I did not know what to say to that. I could easily imagine how he felt. I had lived in “fairyland” and he had joined the cast of a Kafka novel. .Since the day I left Vienna I had been plagued with the convoluted feeling of the joy of my new life and the knowledge that so many others, including my best friend Tad, did not have the same opportunity that I had. How could I feel good about the course my life had taken when I knew that almost everyone I knew as a child had suffered a far harsher reality. It is what had pushed me at school, and virtually everything that I did. I had been given a golden ticket and I was not going to miss the opportunities that it provided.
However, understanding that life has dealt you a good hand and making the most of it only takes you so far. You are still left with the feelings of not being worthy of the break you have been given. That your luck somehow prevented the good fortune of another. It made it easy to place yourself in the shoes of friends and family left behind. It made it easy to understand why Tad would have been angry with me. I was about to tell him so when he held up a hand to stop me from speaking and said “If this war has taught me anything it is how unfair, random, and unforgiving life can be. It is a cruel lesson at any age but especially nasty at age 13” He paused, and chuckling said, “I don’t think Winnetou or Old Shatterhand ever spent any time at all bemoaning the situation in which they happened to find themselves. They just got on with it. Devoting their energy to solving the problems at hand and never cursing the good fortune of others. I long ago stopped being angry with you for your good luck. In fact, a lot of how I kept myself going over the years was imagining the good life you were living. Happy that at least one of us was…. if it couldn’t be me then I was glad it was you.”
The next morning Uncle Anton’s army buddy came by the apartment with his Leica and took several photographs of me with my new “lice” hair cut and glasses against a white sheet background for my new Kennkarte. I don’t know how he arranged it but Anton told me that I was going to assume the identity of one of his cousins , a child who had died shortly after birth so while he had a birth certificate no one had ever bothered to get a death certificate.”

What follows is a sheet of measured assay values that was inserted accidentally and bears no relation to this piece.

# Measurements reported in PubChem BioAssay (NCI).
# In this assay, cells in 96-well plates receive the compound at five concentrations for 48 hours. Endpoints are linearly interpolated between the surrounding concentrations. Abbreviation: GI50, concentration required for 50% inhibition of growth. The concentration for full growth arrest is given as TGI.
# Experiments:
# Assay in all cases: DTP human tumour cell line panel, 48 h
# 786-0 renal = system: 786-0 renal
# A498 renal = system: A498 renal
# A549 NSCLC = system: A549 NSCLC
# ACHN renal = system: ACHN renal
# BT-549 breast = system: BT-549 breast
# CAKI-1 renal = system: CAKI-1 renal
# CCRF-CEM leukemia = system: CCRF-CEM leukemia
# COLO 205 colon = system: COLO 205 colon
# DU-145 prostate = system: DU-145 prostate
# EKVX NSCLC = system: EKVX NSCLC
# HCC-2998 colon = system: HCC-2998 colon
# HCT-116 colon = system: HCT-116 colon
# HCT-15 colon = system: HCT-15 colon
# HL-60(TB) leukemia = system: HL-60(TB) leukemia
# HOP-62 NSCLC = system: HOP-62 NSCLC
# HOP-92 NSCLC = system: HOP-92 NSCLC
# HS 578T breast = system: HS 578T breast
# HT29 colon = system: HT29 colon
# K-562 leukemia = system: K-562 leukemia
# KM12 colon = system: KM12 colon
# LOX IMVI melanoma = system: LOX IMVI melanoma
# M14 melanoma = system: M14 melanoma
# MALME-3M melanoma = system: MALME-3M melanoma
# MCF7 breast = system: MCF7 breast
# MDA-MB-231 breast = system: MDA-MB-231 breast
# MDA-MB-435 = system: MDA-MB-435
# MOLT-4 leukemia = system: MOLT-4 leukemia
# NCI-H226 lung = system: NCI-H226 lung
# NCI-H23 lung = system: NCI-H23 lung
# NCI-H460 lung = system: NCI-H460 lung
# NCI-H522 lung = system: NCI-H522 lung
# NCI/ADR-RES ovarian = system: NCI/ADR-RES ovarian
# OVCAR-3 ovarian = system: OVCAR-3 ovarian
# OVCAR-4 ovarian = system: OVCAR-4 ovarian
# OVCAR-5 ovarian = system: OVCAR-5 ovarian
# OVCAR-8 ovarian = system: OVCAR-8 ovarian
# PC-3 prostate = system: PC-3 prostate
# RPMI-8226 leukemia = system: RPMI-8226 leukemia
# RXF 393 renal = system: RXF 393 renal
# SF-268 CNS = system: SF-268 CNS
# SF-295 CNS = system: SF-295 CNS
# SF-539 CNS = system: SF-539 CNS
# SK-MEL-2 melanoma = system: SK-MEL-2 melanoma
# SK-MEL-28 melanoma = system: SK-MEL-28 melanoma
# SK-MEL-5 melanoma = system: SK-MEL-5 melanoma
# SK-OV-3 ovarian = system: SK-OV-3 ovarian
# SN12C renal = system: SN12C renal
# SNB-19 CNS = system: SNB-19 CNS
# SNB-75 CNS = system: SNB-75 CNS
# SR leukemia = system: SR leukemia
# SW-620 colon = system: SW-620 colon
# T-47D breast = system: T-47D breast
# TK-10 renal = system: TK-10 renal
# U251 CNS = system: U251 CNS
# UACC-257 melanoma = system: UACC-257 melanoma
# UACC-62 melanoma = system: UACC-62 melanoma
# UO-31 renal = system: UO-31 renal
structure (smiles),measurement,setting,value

“So whom am I talking to now?”
Tad held out his hand and said “Ich bin Paul Grosz. Wie heisst du?”
“Ich bin Sam. Es reut mich, Sie Kennenzulernen.”
Tad raised an eyebrow and said “Sam?
“Lets just say Hugi is not a common name in America and there was a lot of mispronouncing it that was not exactly kind. That along, with the feeling I had entered a different world, a different life, it made sense for me to change my name.”
“But why Sam.”
“Because Max was taken…” and then after seeing Tad didn’t understand or think my little joke amusing, I added. “Samuel was the name of Papa’s father. I never met him, and from the stories I heard Papa didn’t get along with him very well. But from what little I knew of him I understood him to be a man of integrity and of learning. And from what I remembered during my Bar Mitzvah instruction, Samuel was a great judge and is not only venerated by Jews but also by Christians and Muslims as well. So it seemed a good choice…especially since Sam is such an American name.”